"Based on the improved availability of electricity the government at the highest level has approved the sale of some equipment which was prohibited," said an internal government memo seen by Reuters.

It listed computers, video and DVD players, 19-inch and 24-inch television sets, electric pressure cookers and rice cookers, electric bicycles, car alarms and microwaves that can now be freely bought by Cubans.

Saturday, March 08, 2008

Boys' And Girls' Brains Are Different: Gender Differences In Language Appear Biological

Boys' And Girls' Brains Are Different: Gender Differences In Language Appear Biological

For the first time -- and in unambiguous findings -- researchers from Northwestern University and the University of Haifa show both that areas of the brain associated with language work harder in girls than in boys during language tasks, and that boys and girls rely on different parts of the brain when performing these tasks.

"Our findings -- which suggest that language processing is more sensory in boys and more abstract in girls -- could have major implications for teaching children and even provide support for advocates of single sex classrooms," said Douglas D. Burman, research associate in Northwestern's Roxelyn and Richard Pepper Department of Communication Sciences and Disorders.

Using functional magnetic resonance imaging (fMRI), the researchers measured brain activity in 31 boys and in 31 girls aged 9 to 15 as they performed spelling and writing language tasks.

The tasks were delivered in two sensory modalities -- visual and auditory. When visually presented, the children read certain words without hearing them. Presented in an auditory mode, they heard words aloud but did not see them.

Using a complex statistical model, the researchers accounted for differences associated with age, gender, type of linguistic judgment, performance accuracy and the method -- written or spoken -- in which words were presented.

The researchers found that girls still showed significantly greater activation in language areas of the brain than boys. The information in the tasks got through to girls' language areas of the brain -- areas associated with abstract thinking through language. And their performance accuracy correlated with the degree of activation in some of these language areas.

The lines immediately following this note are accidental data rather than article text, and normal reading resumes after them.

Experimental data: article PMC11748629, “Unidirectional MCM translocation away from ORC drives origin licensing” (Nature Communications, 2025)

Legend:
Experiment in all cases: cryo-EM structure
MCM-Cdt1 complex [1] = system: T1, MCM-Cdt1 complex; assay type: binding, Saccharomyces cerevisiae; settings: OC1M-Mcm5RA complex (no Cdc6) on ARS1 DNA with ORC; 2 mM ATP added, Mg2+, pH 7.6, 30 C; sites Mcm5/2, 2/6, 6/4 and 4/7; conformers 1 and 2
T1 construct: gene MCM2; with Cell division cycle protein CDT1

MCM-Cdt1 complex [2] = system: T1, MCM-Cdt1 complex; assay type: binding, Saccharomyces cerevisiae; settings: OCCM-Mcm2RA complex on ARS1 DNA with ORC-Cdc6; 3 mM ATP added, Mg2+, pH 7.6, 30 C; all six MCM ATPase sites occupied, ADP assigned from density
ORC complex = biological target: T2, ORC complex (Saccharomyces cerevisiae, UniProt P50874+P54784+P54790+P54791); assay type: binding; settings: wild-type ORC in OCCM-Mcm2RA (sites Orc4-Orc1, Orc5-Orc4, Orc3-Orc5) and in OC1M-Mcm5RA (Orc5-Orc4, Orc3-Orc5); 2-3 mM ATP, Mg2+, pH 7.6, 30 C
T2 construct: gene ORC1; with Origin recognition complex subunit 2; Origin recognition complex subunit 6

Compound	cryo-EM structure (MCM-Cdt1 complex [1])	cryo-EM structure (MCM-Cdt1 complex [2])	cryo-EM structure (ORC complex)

To their astonishment, however, this was not at all the case for boys. In boys, accurate performance depended -- when reading words -- on how hard visual areas of the brain worked. In hearing words, boys' performance depended on how hard auditory areas of the brain worked.

Thursday, March 06, 2008

Happiness can be inherited, research finds - Yahoo! News

Happiness can be inherited, research finds - Yahoo! News

A study of nearly 1,000 pairs of identical and non-identical twins found genes control half the personality traits that make people happy while factors such as relationships, health and careers are responsible for the rest of our well-being.

"We found that around half the differences in happiness were genetic," said Tim Bates, a researcher at the University of Edinburgh who led the study. "It is really quite surprising."

Wednesday, March 05, 2008

Sex therapists: Best sex is 7 to 13 min. - UPI.com

Sex therapists: Best sex is 7 to 13 min. - UPI.com


Sex therapists: Best sex is 7 to 13 min.

Published: March 5, 2008 at 1:04 PM

ERIE, Pa., March 5 (UPI) -- A random sample of Canadian and U.S. sex therapists said that sexual intercourse of seven to 13 minutes is most "desirable."

The survey of North American sex therapists found they thought an "adequate" length for sexual intercourse was from three to seven minutes; "desirable" from seven to 13 minutes; "too short" from one to two minutes; and "too long" from 10 to 30 minutes.

Researchers Eric W. Corty and Jenay M. Guardiani of Penn State Erie, The Behrend College, said that lay public perceptions about how long sexual intercourse should last may be problematic and may be a factor related to perceived distress.

Dissemination to the public of these results may change lay expectations and prevent distress and may benefit couples in treatment for sexual problems by normalizing expectations, the researchers said.

The findings are published in the The Journal of Sexual Medicine.

Monday, March 03, 2008

Young Iraqis are losing their faith in religion - International Herald Tribune

Young Iraqis are losing their faith in religion - International Herald Tribune

Young Iraqis are losing their faith in religion
By Sabrina Tavernise
Published: March 3, 2008


BAGHDAD: After almost five years of war, many young Iraqis, exhausted by constant firsthand exposure to the violence of religious extremism, say they have grown disillusioned with religious leaders and skeptical of the faith that they preach.